In cold weather the water becomes more visible, the mogas may look cloudy.
 

TFF

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Except for the lead issue, the base engine doesn’t care. Put the right air fuel mixture in and it will work. Putting the right mixture in, especially with varying concentrations along without melting stuff that never thought of coming in contact before is the problem. Old planes seal the cork tank floats with shellac. I know of a T craft that had an accident off field when the shellac gummed up the jet from E10. A bunch of old guys being cheap. Cost one of them a license. A bigger engine carb might have eaten it, who knows. The point is if you want to use what is experimental fuel to an airplane, you have to do the testing. Homebuilt easy to put into phase one and check it out. Certified has to go through the FAR system. I doubt E anything will ever be cart blanch for legacy airplanes, not without major STCs. At a minimum there just isn’t the mixture latitude with stock parts. When E10 came out thirty odd years ago in my area, I put some in my triumph spitfire. It ran better. It always ran a touch rich probably from needle and jet wear, and E10 leaned it out just about right. I know a couple of aircraft with factory slosh in the tanks. No way. Old bladder tanks. No way. Lots of questions needing to be answered to use it.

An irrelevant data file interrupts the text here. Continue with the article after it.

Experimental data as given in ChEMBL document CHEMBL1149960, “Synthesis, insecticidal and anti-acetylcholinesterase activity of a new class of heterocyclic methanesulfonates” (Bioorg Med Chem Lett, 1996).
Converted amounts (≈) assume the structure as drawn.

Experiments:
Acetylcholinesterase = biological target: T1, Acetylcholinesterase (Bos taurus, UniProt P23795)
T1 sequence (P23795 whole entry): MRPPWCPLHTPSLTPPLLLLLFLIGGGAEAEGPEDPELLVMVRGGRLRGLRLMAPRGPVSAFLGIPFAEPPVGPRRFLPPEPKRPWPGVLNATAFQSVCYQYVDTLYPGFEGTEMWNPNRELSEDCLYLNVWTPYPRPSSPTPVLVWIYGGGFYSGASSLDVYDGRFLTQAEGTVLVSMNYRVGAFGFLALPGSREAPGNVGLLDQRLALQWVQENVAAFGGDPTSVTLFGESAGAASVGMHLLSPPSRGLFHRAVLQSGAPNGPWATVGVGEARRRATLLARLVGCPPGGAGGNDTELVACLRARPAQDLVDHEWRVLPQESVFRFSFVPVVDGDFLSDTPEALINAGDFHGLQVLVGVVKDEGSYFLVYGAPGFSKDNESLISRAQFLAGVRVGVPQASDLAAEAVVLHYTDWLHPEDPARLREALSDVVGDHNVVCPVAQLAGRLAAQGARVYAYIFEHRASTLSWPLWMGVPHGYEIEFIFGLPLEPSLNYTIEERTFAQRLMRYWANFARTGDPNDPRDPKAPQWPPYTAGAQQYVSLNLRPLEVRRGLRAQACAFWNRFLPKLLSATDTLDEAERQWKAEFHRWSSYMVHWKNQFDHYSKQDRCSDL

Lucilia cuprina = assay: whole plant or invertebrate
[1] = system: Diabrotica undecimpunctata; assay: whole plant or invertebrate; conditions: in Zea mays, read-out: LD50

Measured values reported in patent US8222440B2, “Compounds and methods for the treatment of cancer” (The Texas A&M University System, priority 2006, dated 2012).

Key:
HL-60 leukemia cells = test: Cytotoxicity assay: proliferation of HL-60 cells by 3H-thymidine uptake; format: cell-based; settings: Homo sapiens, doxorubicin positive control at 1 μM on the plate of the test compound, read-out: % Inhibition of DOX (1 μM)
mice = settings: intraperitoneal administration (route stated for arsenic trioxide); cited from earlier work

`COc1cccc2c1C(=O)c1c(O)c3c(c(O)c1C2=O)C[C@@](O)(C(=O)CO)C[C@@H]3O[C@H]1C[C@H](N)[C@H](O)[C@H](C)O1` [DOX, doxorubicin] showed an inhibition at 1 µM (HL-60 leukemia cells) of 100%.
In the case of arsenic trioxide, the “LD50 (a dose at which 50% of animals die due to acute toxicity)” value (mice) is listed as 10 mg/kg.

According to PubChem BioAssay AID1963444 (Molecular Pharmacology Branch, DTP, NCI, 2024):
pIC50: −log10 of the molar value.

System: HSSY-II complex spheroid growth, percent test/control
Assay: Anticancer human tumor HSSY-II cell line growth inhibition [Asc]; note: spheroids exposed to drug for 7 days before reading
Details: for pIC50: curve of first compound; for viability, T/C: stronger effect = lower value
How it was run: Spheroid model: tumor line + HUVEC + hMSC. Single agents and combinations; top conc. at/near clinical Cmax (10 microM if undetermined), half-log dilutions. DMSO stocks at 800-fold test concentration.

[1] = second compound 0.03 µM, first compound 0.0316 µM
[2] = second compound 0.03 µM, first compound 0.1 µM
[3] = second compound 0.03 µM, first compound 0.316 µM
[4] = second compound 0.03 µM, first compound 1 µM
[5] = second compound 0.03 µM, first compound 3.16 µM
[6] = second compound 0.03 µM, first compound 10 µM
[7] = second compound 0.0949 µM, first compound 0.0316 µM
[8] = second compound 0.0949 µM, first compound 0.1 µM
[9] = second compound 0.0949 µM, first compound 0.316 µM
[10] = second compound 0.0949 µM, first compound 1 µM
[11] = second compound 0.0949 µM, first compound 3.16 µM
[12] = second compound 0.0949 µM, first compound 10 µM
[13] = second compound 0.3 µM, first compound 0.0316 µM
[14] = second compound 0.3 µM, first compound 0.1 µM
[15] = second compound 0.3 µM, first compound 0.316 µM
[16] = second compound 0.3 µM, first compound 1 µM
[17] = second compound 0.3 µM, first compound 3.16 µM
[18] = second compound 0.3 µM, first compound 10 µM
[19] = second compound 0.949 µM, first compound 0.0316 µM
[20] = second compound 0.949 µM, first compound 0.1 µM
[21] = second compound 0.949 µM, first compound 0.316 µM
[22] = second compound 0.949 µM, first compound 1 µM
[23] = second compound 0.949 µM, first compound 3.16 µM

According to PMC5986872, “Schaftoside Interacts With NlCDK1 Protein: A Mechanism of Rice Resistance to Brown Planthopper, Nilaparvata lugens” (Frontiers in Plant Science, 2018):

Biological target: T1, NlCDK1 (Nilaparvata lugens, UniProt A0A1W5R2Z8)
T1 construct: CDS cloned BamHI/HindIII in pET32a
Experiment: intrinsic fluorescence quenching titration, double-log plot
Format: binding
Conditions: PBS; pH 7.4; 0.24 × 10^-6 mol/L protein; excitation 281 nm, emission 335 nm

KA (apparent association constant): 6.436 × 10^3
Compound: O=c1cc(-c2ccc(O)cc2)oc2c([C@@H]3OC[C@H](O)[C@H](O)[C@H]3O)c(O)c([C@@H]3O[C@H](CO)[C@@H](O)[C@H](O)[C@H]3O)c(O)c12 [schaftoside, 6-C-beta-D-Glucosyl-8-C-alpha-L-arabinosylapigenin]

rv7charlie

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I should have added one caveat. Lycs have compressions all over the map. Any engine up to around 8.5-1 seems to run fine on premium mogas, with or without the E. The angle valve 360s, with 9-1 compression, and any custom higher compression version should be approached with a bit more caution. I think there's at least one angle valve engine in an RV being operated on premium mogas, but I'm not sure, and I'd be very cautious about ignition timing advance on those engines. Reason is simply octane and 'not great' primitive combustion chamber shape.